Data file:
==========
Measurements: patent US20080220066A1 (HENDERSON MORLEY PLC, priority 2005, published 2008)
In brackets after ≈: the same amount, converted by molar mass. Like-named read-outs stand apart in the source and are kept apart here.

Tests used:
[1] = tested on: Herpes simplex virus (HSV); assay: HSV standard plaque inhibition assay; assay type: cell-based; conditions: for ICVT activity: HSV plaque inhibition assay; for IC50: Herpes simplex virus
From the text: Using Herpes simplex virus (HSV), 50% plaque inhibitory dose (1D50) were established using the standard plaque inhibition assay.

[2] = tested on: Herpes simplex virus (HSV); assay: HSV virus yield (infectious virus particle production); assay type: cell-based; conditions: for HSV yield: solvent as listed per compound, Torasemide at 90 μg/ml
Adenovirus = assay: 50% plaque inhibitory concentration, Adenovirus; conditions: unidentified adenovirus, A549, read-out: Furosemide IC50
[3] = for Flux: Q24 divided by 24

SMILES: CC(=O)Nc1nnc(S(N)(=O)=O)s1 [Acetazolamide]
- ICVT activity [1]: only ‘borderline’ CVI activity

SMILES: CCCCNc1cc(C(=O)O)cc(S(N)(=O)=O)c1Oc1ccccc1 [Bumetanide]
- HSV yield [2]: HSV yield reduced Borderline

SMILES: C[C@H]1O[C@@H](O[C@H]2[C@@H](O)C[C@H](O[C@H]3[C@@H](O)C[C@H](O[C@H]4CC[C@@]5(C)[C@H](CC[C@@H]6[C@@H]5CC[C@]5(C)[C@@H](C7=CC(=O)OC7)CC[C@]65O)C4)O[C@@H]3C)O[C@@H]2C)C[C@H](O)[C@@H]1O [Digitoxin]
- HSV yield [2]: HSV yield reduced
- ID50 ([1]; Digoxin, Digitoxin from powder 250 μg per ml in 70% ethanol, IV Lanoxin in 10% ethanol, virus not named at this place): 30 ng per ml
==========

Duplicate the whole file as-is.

Measurements: patent US20080220066A1 (HENDERSON MORLEY PLC, priority 2005, published 2008)
In brackets after ≈: the same amount, converted by molar mass. Like-named read-outs stand apart in the source and are kept apart here.

Tests used:
[1] = tested on: Herpes simplex virus (HSV); assay: HSV standard plaque inhibition assay; assay type: cell-based; conditions: for ICVT activity: HSV plaque inhibition assay; for IC50: Herpes simplex virus
From the text: Using Herpes simplex virus (HSV), 50% plaque inhibitory dose (1D50) were established using the standard plaque inhibition assay.

[2] = tested on: Herpes simplex virus (HSV); assay: HSV virus yield (infectious virus particle production); assay type: cell-based; conditions: for HSV yield: solvent as listed per compound, Torasemide at 90 μg/ml
Adenovirus = assay: 50% plaque inhibitory concentration, Adenovirus; conditions: unidentified adenovirus, A549, read-out: Furosemide IC50
[3] = for Flux: Q24 divided by 24

SMILES: CC(=O)Nc1nnc(S(N)(=O)=O)s1 [Acetazolamide]
- ICVT activity [1]: only ‘borderline’ CVI activity

SMILES: CCCCNc1cc(C(=O)O)cc(S(N)(=O)=O)c1Oc1ccccc1 [Bumetanide]
- HSV yield [2]: HSV yield reduced Borderline

SMILES: C[C@H]1O[C@@H](O[C@H]2[C@@H](O)C[C@H](O[C@H]3[C@@H](O)C[C@H](O[C@H]4CC[C@@]5(C)[C@H](CC[C@@H]6[C@@H]5CC[C@]5(C)[C@@H](C7=CC(=O)OC7)CC[C@]65O)C4)O[C@@H]3C)O[C@@H]2C)C[C@H](O)[C@@H]1O [Digitoxin]
- HSV yield [2]: HSV yield reduced
- ID50 ([1]; Digoxin, Digitoxin from powder 250 μg per ml in 70% ethanol, IV Lanoxin in 10% ethanol, virus not named at this place): 30 ng per ml